Toward a theory on gender and emotional management in electoral politics : a comparative study of media discourses in Chile and the United States
The role of a political leader often is associated with the emotional attributes of a man, and there is empirical evidence that media coverage reinforces culture-specific emotion display rules for politicians. Feminist communication scholarship also has shown the gendered assumptions manifest in mediated discourses. This dissertation explores the relationship between gender, culture and candidates’ emotionality by examining and comparing news media coverage of the emotional management of Chile’s Michelle Bachelet and the United States’ Hillary Clinton, two female candidates with a viable bid for the presidency in their respective countries.
Using a discourse analysis of 1,676 items from national newspapers, news magazines and television newscasts, this study found that cultural differences influence the discursive constructions of these women candidates’ emotionality. In the case of Bachelet, she was deemed as a soft, empathic and ultimately “feminine” candidate who needed to toughen up to convey authority and convince voters that she had the skills, in addition to the charm, to lead a country. In the case of Clinton, she was described mainly as a cold and unsympathetic contender, an unwomanly woman with too much ambition to be likable, and who was portrayed either as fake or frail when being more emotionally open.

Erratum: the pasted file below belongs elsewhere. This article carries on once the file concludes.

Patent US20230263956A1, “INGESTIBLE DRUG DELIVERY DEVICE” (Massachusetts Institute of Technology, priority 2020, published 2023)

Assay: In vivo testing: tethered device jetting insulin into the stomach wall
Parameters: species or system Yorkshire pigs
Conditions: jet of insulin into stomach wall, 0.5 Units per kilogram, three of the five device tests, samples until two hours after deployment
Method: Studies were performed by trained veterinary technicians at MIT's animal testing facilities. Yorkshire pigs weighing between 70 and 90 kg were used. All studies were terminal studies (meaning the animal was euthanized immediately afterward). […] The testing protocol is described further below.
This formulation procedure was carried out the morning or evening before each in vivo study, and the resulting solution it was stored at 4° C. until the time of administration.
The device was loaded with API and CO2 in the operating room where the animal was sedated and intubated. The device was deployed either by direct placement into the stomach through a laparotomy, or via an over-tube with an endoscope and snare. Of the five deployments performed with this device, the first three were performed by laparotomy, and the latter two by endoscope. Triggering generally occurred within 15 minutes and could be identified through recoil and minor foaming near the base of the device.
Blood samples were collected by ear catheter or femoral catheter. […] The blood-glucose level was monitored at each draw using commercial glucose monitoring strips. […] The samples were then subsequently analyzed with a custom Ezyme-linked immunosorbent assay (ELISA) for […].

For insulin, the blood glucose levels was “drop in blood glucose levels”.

These mediated discourses suggest the media favored determined understandings for a woman’s place and role, reinforcing socially-shared and culturally-bound meanings about gendered identities. Informed by a feminist theoretical framework, the discussion addresses how these mediated discourses on Bachelet and Clinton illustrate the power of culturally-sanctioned sexism in Chile and the United States to make of gender a restrictive force that keeps women out of the realms of politics and policy.